Open Access Open Badges Research article

Polymorphisms in NFkB, PXR, LXR and risk of colorectal cancer in a prospective study of Danes

Vibeke Andersen1*, Jane Christensen2, Kim Overvad3, Anne Tjønneland2 and Ulla Vogel456

Author Affiliations

1 Medical Department, Viborg Regional Hospital, Heibergs Allé 4, DK-8800 Viborg, Denmark

2 Danish Cancer Society, Institute of Cancer Epidemiology, DK-2100 Copenhagen, Denmark

3 Department of Epidemiology, School of Public Health, Aarhus University, Aarhus, Denmark

4 National Research Centre for the Working Environment, DK-2100 Copenhagen, Denmark

5 National Food Institute, Technical University of Denmark, DK-2860 Soborg, Denmark

6 Institute of Science, Systems and Models, University of Roskilde, DK-4000 Roskilde, Denmark

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BMC Cancer 2010, 10:484  doi:10.1186/1471-2407-10-484

Published: 13 September 2010



Transcription factors and nuclear receptors constitute a link between exposure to heterocyclic amines and polycyclic aromatic hydrocarbons from meat and tobacco smoke and colorectal cancer (CRC) risk. The aim of this study was to investigate if polymorphisms in nuclear factor kappa-B, pregnane X receptor, and liver X receptor were associated with risk of CRC, and to investigate possible interactions with lifestyle factors such as smoking, meat consumption, and NSAID use.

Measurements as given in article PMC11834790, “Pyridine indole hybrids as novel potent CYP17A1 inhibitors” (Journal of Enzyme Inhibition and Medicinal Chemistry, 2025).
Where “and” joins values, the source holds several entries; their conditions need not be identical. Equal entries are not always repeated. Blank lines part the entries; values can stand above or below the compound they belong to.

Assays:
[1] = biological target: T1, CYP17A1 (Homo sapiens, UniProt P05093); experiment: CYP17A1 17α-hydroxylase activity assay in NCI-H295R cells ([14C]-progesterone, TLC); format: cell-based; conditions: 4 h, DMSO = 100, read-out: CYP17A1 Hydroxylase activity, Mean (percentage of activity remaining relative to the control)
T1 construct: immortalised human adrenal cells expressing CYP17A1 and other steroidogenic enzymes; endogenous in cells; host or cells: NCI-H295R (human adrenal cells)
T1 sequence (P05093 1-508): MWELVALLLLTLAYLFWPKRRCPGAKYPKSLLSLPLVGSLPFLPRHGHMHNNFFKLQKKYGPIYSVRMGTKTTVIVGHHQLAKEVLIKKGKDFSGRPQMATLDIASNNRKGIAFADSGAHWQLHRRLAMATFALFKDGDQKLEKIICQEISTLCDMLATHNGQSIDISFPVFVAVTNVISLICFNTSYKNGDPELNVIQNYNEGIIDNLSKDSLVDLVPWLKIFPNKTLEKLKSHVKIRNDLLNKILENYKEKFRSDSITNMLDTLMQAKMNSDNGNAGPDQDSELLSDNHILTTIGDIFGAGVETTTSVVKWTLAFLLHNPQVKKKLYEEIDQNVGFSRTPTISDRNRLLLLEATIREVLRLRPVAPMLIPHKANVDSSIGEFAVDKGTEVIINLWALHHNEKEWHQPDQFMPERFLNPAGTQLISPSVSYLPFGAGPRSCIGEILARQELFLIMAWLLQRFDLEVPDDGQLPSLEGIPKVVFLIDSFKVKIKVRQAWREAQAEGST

The polymorphisms nuclear factor kappa-B (NFkB, NFKB1) -94 insertion/deletion ATTG (rs28362491), pregnane X receptor (PXR, NR1I2) A-24381C (rs1523127), C8055T (rs2276707), A7635G (rs6785049), liver X receptor (LXR-β, NR1H3) C-rs1405655T, T-rs2695121C were assessed together with lifestyle factors in a nested case-cohort study of 378 CRC cases and 756 random participants from the Danish prospective Diet, Cancer and Health study of 57,053 persons.


Carriers of NFkB -94deletion were at 1.45-fold higher risk of CRC than homozygous carriers of the insertion allele (incidence rate ratio (IRR) = 1.45, 95% confidence interval (95% CI): 1.10-1.92). There was interaction between this polymorphism and intake of red and processed meat in relation to CRC risk. Carriers of NFkB -94deletion were at 3% increased risk pr 25 gram meat per day (95% CI: 0.98-1.09) whereas homozygous carriers of the insertion were not at increased risk (p for interaction = 0.03). PXR and LXR polymorphisms were not associated with CRC risk. There was no interaction between use of nonsteroid antiinflammatory drugs (NSAID) or smoking status and NFkB, PXR or LXR polymorphisms.


A polymorphism in NFkB was associated with CRC risk and there was interaction between this polymorphism and meat intake in relation to CRC risk. This study suggests a role for NFkB in CRC aetiology.